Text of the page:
Through the CPC program, CMS will pay primary care practices a care management fee, initially set at an average of $20 per beneficiary per month, to support enhanced, coordinated services on behalf of Medicare fee-for-service beneficiaries. Simultaneously, participating commercial, state, and other federal insurance plans are also offering enhanced payment to primary care practices that are designed to support them in providing high-quality primary care on behalf of their members.
“WellPoint and CMS are aligned in our commitment to help improve the accessibility and affordability of quality health care for Americans, and we believe the CPC initiative represents a significant means by which we will achieve this,” said Dr. Harlan Levine, executive vice president of Comprehensive Health Solutions for WellPoint. “Primary care is the foundation of good medicine, and it should be the foundation for patient health. We are pleased that many of the physicians who participate with our health plans have been chosen for this pioneering initiative that will help improve care and reduce unnecessary costs.”
For patients, the CPC initiative means participating physicians are encouraged to offer longer and more flexible hours; use electronic health records; coordinate care with patients’ other health care providers; better engage patients and caregivers in managing their own care; and provide individualized, enhanced care for patients living with multiple chronic diseases and higher needs.
“The Comprehensive Primary Care initiative is the kind of common-sense investment in health care we need,” said Health and Human Services Secretary Kathleen Sebelius. “Businesses, families, and taxpayers all benefit from a stronger primary care system that helps to improve our health and lower costs.”
The initiative started in the fall of 2011 with CMS soliciting a diverse pool of commercial health plans, state Medicaid agencies, and self-insured businesses to work alongside Medicare to support comprehensive primary care. Public and private health plans in Arkansas, Colorado, New Jersey, Oregon, New York’s Capital District-Hudson Valley region, Ohio and Kentucky’s Cincinnati-Dayton region, and the Greater Tulsa region of Oklahoma signed letters of intent with CMS to participate in this initiative. The markets were selected in April, 2012 based on the percentage of the total population covered by payers who expressed interest in joining this partnership.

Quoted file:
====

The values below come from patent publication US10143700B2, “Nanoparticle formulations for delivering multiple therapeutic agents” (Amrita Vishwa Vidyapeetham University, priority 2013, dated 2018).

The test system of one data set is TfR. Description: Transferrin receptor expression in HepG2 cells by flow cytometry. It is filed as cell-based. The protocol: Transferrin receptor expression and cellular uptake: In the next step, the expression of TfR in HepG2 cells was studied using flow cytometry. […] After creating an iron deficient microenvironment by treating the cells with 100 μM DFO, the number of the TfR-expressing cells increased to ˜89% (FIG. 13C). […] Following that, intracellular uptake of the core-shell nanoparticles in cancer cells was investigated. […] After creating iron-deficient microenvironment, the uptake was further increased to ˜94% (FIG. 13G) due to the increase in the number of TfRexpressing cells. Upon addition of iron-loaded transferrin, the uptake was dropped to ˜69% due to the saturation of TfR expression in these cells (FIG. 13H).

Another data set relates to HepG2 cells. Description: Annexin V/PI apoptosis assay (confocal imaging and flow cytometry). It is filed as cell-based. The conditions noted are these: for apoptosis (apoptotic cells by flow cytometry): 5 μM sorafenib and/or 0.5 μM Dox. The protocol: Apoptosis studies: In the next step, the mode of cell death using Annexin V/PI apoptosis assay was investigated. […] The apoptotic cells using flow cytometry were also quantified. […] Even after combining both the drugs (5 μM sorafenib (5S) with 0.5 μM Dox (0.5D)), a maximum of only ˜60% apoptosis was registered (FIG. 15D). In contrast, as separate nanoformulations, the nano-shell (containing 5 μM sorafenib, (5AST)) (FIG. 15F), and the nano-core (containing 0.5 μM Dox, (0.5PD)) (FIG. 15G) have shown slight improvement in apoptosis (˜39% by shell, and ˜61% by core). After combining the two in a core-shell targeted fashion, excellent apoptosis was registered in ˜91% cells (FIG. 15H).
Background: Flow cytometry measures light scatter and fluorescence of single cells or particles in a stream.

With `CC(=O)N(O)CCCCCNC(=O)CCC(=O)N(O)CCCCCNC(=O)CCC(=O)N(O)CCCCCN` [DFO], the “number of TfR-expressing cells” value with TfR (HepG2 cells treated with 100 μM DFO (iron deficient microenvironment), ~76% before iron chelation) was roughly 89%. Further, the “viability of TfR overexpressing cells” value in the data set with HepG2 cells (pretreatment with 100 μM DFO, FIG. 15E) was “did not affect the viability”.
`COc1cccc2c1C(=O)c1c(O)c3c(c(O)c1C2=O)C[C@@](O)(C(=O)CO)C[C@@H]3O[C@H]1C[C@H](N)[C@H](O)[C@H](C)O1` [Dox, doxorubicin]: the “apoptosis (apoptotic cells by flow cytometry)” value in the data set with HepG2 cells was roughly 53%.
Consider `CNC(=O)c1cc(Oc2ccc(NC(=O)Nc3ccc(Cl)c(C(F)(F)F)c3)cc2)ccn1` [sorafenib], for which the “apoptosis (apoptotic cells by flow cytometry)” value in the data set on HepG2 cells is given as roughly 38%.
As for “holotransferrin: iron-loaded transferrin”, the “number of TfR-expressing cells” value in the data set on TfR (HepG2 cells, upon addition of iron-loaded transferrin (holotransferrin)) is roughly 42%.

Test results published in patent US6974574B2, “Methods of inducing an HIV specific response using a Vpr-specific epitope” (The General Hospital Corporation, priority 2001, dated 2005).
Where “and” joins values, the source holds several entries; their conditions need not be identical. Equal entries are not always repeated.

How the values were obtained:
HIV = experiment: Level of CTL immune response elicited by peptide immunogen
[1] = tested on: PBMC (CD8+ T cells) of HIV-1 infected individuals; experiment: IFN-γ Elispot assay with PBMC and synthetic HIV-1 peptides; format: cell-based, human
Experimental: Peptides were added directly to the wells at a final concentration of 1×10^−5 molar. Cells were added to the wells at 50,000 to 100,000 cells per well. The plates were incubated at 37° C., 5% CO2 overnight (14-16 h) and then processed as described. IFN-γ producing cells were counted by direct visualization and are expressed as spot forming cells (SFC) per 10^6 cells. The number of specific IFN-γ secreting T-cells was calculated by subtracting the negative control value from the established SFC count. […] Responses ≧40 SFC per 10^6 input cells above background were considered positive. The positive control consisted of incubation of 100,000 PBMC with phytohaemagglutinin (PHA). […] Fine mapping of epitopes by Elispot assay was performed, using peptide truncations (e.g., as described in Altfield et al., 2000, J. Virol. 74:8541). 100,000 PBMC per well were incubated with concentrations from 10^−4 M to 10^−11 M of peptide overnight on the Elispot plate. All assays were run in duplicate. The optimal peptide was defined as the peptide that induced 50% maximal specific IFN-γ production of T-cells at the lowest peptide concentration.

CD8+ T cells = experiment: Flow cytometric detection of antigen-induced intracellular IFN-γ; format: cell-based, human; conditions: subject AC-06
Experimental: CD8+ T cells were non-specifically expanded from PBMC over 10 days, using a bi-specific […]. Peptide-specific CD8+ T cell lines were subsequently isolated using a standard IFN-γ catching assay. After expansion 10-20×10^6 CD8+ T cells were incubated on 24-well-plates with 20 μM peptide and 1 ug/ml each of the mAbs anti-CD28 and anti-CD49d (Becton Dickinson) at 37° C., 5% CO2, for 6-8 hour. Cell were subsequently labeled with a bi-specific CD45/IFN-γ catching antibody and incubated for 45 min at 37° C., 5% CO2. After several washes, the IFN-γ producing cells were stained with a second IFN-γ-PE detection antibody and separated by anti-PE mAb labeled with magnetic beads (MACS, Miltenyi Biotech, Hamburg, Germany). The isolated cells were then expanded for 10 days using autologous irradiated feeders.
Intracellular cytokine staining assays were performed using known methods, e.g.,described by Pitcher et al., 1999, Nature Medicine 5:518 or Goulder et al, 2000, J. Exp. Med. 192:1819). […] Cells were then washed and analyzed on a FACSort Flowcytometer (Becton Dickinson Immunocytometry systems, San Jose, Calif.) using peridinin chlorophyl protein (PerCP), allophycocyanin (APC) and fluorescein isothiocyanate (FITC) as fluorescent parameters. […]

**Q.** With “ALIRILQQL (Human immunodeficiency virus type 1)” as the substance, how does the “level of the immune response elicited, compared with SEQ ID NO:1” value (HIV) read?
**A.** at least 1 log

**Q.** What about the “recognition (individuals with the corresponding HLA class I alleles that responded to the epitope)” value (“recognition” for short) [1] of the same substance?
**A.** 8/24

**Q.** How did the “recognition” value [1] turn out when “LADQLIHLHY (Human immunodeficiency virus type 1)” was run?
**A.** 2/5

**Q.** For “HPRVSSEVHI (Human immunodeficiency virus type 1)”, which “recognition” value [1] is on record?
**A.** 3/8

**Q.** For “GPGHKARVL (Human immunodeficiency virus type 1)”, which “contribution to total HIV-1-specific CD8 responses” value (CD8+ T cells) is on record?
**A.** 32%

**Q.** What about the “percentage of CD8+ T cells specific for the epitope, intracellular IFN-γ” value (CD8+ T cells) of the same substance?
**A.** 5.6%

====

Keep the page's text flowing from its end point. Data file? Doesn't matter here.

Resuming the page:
Eligible primary care practices in each market were invited to apply to participate and start delivering enhanced health care services in the fall of 2012. Through a competitive application process, primary care practices within the selected markets were chosen to participate in the Comprehensive Primary Care initiative. Practices were chosen based on their use of health information technology, ability to demonstrate recognition of advanced primary care delivery by leading clinical societies, service to patients covered by participating payers, participation in practice transformation and improvement activities, and diversity of geography, practice size, and ownership structure. CMS estimates that more than 300,000 Medicare beneficiaries will be served by over 2,000 providers through this initiative.
“Primary care practices play a vital role in our health care system and we are looking at ways to better support them in their efforts to coordinate care for their patients,” said Acting CMS Administrator Marilyn Tavenner. The CPC initiative aligns and shares a foundation with WellPoint’s patient-centered primary care initiative to significantly strengthen the role of primary care through added financial incentives and resources. WellPoint announced its program earlier this year and has worked closely with CMS and others on the CPC effort. The CPC initiative is a four-year initiative administered by the Center for Medicare and Medicaid Innovation (CMS Innovation Center). The CMS Innovation Center was created by the Affordable Care Act to test innovative payment and service delivery models that have the potential to reduce program expenditures while preserving or enhancing the quality of care.